The Best Privet for Hedges

For most people, privet has a bad reputation. This is certainly understandable. Like with any shrub, some varieties are better suited to our gardens than others. In the case of privet, the bad varieties give the whole species a bad reputation. It is therefore important to learn which variety of privet is best suited to your garden before planting any.

What Is a Privet?

A privet is a type of flowering shrubbery that falls in the olive category. Its flowers are small and white with a heavy scent, and the shrubs also produce poisonous black berries. Overall, there are around 50 different species of privet that are either evergreen, deciduous, or erect. Depending on the species and growing environment, these shrubs may also grow into small trees. These shrubs are primarily found in Europe, North Africa, and Asia.

Unfortunately, almost the entirety of the privet family has gotten a very bad reputation due to the poor performances of some species. Privets don’t deserve to be shunned because of some species, however, as they typically are great garden features when cared for properly and carefully. Overall, they produce beautiful, white flowers with vivid, green leaves and can make very pretty plants to line the background of any yard or garden.

privet for hedges

Privets You Shouldn’t Plant

Before you can look at privets you should plant, you should first be able to recognize those you should probably stay away from as well. While determining bad privets will mostly depend on your location, there are two species of privet that could be left out of any garden, no matter where you live. Native to Europe and China respectively, these species have given the whole of the privet family a bad reputation all on their own.

The European privet, also known as Ligustrum vulgare or the common privet, is probably the one that has given privets a bad reputation the most. When gardeners picture large, ugly, obtrusive shrubs that quickly take over the garden with their dull flowers, it’s because of the European privet. The Chinese privet, also known as Ligustrum sinense, is similar to the European privet in that it seeds quickly and takes over gardens and forests, even when it’s unwanted.

The Best Privets to Plant

On the other hand, there are also very beautiful and kind species of privets that deserve much more positive attention than they may currently receive. For example, the Japanese privet, called the Ligustrum japonicum, is the best choice for any garden. They are traditionally small trees, but could be maintained and grown in other, smaller forms called the Texanum and Recurvifolium.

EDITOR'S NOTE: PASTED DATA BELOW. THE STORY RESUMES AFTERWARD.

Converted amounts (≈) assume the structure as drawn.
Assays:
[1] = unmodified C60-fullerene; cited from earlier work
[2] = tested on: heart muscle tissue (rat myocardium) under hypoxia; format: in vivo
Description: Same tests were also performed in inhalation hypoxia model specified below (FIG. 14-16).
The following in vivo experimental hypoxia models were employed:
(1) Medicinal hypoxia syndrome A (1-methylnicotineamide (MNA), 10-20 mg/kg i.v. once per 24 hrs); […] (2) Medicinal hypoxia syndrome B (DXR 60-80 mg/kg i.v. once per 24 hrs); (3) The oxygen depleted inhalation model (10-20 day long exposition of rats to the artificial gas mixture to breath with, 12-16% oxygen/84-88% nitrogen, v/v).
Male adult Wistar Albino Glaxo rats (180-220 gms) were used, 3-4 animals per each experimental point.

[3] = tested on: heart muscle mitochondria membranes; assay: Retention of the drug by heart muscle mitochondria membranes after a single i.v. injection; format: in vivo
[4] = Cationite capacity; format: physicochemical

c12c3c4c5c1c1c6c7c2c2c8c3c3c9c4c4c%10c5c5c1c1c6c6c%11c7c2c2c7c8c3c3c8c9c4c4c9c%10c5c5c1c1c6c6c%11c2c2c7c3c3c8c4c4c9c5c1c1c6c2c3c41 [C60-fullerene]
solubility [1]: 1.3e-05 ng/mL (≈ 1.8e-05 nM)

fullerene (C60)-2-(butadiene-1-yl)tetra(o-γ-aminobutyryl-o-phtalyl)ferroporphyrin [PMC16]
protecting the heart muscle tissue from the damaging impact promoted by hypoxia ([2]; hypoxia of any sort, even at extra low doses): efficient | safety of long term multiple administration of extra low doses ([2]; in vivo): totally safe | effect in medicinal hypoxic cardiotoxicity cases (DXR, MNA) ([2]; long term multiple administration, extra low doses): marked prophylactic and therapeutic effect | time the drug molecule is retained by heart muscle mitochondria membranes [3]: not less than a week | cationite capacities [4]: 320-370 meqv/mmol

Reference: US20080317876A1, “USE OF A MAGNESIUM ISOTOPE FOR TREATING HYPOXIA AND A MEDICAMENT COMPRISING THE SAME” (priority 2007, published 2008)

The Texanum, or Waxleaf Privet, originated in Texas, but is now grown primarily in California. It reaches to about six or eight feet tall and sprouts large groups of bright, white flowers in the spring season. These plants are able to be grown in big pots or boxes and are great for patios or terraces. The Recurvifolium variety is a curved-leaf privet with beautiful, twisted leaves. This species is very elegant and can be grown in many forms, even a hedge if maintained properly.

rounded privet hedge in front of church
By Stephen Craven – Creative Commons


Caring for Privets

If you trim and care for a privet properly, it won’t get out of control like its poor reputation predicts. If you trim the hedges or trees right after they have flowered, you can keep them from seeding and spreading throughout your yard or garden. You should also try to make sure that a privet has enough room to grow into its full potential, even if being trimmed into a hedge. The mature privet is the most beautiful, so allowing it to reach that stage will only help it find a beautiful home in your garden. Make sure your hedge trimmer blades are razor sharp for the best result.

Privets actually do not require much maintenance and can be planted with any soil or fertilizer. In fact, they typically don’t even require fertilizer unless you notice that they have started to grow slower or that their leaves have turned paler. When planting privets, add aged compost to the soil instead of fertilizer, as this will help the plants thrive.

In early spring or fall, you can add a 15-5-10 fertilizer to help the shrub absorb nutrients that will help it grow healthier. It is important to remember, however, that privets do not need fertilizer to grow; you should only fertilize them if you are unhappy with their growth or if their leaves have started to turn pale. Otherwise, unnecessary fertilization could cause nitrogen to leak into the groundwater and any nearby water sources. To be safe, you should really only add fertilizer if the leaves start to pale.